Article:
Doodle – Desktop Search – Libextractor – References

10 June, 2005 at 12:18 Leave a comment

Doodle is a tool to quickly search the documents on a computer. Doodle builds an index using meta-data contained in the documents and allows fast searches on the resulting database. Doodle uses libextractor to support obtaining meta-data from various file-formats. The database used by doodle is a suffix tree, resulting in fast lookups. Doodle supports approximate searches.
Features that Doodle does not have at the moment include:

  • A web interface
  • Ordering of search results
  • Spidering (indexing the Internet or websites)

First the doodle database needs to be created. The simplest way to create the database is to run doodle with the -b option on the directories that are to be indexed. You can achieve a (limited) form of full-text search with doodle. For that, the dictionary-based plaintext extractors from libextractor are used. In order to use them, you need to pass the option -b LANG to doodle. LANG is a two letter language code that selects the dictionary. Available languages at the moment are en, es, fr, it and no. Words and sentences that are available in the respective dictionaries for these languages will then be added to the index. While libextractor attempts to avoid full-text extraction for certain kown binary formats, it may still find words in non-text files. Running with this option will dramatically increase the size of the index and the time it takes to build the index. Note that if you change the options used to build a database will not (!) result in doodle re-indexing files that were processed with other options previously. The only way to force doodle to re-index files with different options is to either touch the files (change modification timestamp) or to delete the old database and start from scratch. Finally, here are some links:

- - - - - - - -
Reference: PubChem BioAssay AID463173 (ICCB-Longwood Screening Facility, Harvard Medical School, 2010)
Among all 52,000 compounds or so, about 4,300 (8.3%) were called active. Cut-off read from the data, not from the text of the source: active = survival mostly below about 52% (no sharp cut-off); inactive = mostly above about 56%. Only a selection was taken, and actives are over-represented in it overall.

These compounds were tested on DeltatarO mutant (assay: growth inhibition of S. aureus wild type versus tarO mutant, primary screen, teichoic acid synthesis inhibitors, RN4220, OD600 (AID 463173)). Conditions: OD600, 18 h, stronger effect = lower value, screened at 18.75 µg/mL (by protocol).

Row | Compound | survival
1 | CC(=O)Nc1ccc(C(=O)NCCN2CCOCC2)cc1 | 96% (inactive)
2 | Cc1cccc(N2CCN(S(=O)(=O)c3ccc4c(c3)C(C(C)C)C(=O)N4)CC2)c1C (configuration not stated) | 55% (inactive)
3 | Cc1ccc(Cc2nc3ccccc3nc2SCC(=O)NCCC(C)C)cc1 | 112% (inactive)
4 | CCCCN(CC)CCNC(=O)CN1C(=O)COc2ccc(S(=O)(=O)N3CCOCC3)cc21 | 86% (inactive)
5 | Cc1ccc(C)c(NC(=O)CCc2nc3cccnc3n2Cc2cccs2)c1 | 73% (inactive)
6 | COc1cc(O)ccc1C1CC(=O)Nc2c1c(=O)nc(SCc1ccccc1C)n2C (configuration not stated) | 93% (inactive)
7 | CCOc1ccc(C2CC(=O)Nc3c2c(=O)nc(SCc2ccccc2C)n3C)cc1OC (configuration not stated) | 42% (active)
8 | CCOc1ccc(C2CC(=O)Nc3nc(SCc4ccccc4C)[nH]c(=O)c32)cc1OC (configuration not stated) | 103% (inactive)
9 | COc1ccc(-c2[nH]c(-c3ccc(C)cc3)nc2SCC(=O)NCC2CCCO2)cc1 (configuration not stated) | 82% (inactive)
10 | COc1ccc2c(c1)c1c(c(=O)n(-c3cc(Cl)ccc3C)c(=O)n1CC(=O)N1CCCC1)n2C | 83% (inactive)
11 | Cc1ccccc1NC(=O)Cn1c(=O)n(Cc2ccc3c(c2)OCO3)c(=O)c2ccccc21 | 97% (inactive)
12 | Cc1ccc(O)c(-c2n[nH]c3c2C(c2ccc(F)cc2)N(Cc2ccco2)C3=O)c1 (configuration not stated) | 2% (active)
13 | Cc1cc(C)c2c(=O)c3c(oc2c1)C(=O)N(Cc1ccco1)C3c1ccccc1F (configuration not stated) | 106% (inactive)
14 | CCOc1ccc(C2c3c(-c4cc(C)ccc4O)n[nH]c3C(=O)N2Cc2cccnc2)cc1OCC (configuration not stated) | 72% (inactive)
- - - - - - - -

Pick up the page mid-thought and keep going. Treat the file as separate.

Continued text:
Entry filed under: Computers/ICT, Glasgow-Travails, Projects, Research, WebXP.

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